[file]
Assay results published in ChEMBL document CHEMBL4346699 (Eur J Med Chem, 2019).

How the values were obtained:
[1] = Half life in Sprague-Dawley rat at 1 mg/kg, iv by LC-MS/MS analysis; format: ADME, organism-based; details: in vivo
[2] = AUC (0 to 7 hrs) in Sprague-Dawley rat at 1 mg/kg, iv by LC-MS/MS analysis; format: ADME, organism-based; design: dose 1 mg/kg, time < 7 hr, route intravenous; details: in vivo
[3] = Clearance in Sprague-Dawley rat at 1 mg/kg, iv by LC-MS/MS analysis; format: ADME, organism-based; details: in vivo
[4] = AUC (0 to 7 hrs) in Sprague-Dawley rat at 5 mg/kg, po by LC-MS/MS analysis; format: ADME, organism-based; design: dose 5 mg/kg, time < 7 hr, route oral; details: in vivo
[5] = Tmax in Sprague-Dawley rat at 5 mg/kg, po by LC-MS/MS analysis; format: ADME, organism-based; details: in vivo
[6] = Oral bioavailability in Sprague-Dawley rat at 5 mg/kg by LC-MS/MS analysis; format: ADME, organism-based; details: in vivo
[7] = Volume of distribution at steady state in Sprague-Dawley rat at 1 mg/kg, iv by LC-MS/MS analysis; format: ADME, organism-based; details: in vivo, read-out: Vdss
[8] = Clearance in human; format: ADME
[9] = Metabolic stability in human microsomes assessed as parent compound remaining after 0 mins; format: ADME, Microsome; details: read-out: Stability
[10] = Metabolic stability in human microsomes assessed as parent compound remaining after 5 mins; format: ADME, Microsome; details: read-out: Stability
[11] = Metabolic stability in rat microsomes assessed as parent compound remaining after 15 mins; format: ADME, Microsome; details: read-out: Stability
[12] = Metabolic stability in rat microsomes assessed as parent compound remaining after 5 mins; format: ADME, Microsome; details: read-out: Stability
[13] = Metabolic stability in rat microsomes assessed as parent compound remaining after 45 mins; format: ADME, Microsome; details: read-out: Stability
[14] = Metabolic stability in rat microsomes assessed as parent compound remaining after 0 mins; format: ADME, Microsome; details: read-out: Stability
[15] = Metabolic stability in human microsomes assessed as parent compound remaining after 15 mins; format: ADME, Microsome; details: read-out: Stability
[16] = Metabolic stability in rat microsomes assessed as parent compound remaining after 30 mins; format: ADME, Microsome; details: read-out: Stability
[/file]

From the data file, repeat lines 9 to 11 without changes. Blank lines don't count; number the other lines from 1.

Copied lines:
[7] = Volume of distribution at steady state in Sprague-Dawley rat at 1 mg/kg, iv by LC-MS/MS analysis; format: ADME, organism-based; details: in vivo, read-out: Vdss
[8] = Clearance in human; format: ADME
[9] = Metabolic stability in human microsomes assessed as parent compound remaining after 0 mins; format: ADME, Microsome; details: read-out: Stability